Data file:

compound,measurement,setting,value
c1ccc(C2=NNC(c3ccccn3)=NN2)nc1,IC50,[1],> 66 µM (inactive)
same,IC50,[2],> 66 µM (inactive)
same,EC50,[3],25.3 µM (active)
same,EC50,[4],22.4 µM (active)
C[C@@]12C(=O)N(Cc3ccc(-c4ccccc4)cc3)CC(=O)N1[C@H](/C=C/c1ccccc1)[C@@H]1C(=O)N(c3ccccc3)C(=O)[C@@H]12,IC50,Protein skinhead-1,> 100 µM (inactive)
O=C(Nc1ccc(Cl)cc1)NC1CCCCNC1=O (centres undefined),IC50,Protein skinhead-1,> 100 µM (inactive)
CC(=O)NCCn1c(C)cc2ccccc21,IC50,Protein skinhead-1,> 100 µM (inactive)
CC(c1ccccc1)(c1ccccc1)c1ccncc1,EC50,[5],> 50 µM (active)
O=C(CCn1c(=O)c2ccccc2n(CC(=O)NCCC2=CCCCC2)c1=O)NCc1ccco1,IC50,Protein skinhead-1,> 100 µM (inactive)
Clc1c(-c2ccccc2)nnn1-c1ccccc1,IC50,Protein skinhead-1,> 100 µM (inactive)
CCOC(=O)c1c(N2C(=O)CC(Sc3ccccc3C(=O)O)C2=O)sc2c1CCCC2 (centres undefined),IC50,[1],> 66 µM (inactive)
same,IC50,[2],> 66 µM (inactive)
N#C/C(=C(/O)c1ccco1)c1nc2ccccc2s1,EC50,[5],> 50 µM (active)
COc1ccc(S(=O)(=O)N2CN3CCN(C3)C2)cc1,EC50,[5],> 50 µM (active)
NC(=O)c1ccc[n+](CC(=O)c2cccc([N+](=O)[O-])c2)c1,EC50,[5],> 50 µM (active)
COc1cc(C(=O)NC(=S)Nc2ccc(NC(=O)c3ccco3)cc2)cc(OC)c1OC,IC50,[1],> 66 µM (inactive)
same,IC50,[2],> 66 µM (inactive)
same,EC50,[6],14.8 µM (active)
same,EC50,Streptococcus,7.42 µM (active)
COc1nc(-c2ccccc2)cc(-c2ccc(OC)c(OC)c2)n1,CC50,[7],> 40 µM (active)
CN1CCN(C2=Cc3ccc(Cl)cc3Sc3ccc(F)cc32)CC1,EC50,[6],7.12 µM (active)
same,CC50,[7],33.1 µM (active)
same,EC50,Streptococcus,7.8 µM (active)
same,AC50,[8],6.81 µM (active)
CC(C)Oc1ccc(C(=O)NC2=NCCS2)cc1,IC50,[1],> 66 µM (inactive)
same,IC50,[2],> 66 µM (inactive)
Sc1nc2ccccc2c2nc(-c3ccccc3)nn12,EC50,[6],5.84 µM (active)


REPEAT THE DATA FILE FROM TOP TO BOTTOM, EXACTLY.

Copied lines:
compound,measurement,setting,value
c1ccc(C2=NNC(c3ccccn3)=NN2)nc1,IC50,[1],> 66 µM (inactive)
same,IC50,[2],> 66 µM (inactive)
same,EC50,[3],25.3 µM (active)
same,EC50,[4],22.4 µM (active)
C[C@@]12C(=O)N(Cc3ccc(-c4ccccc4)cc3)CC(=O)N1[C@H](/C=C/c1ccccc1)[C@@H]1C(=O)N(c3ccccc3)C(=O)[C@@H]12,IC50,Protein skinhead-1,> 100 µM (inactive)
O=C(Nc1ccc(Cl)cc1)NC1CCCCNC1=O (centres undefined),IC50,Protein skinhead-1,> 100 µM (inactive)
CC(=O)NCCn1c(C)cc2ccccc21,IC50,Protein skinhead-1,> 100 µM (inactive)
CC(c1ccccc1)(c1ccccc1)c1ccncc1,EC50,[5],> 50 µM (active)
O=C(CCn1c(=O)c2ccccc2n(CC(=O)NCCC2=CCCCC2)c1=O)NCc1ccco1,IC50,Protein skinhead-1,> 100 µM (inactive)
Clc1c(-c2ccccc2)nnn1-c1ccccc1,IC50,Protein skinhead-1,> 100 µM (inactive)
CCOC(=O)c1c(N2C(=O)CC(Sc3ccccc3C(=O)O)C2=O)sc2c1CCCC2 (centres undefined),IC50,[1],> 66 µM (inactive)
same,IC50,[2],> 66 µM (inactive)
N#C/C(=C(/O)c1ccco1)c1nc2ccccc2s1,EC50,[5],> 50 µM (active)
COc1ccc(S(=O)(=O)N2CN3CCN(C3)C2)cc1,EC50,[5],> 50 µM (active)
NC(=O)c1ccc[n+](CC(=O)c2cccc([N+](=O)[O-])c2)c1,EC50,[5],> 50 µM (active)
COc1cc(C(=O)NC(=S)Nc2ccc(NC(=O)c3ccco3)cc2)cc(OC)c1OC,IC50,[1],> 66 µM (inactive)
same,IC50,[2],> 66 µM (inactive)
same,EC50,[6],14.8 µM (active)
same,EC50,Streptococcus,7.42 µM (active)
COc1nc(-c2ccccc2)cc(-c2ccc(OC)c(OC)c2)n1,CC50,[7],> 40 µM (active)
CN1CCN(C2=Cc3ccc(Cl)cc3Sc3ccc(F)cc32)CC1,EC50,[6],7.12 µM (active)
same,CC50,[7],33.1 µM (active)
same,EC50,Streptococcus,7.8 µM (active)
same,AC50,[8],6.81 µM (active)
CC(C)Oc1ccc(C(=O)NC2=NCCS2)cc1,IC50,[1],> 66 µM (inactive)
same,IC50,[2],> 66 µM (inactive)
Sc1nc2ccccc2c2nc(-c3ccccc3)nn12,EC50,[6],5.84 µM (active)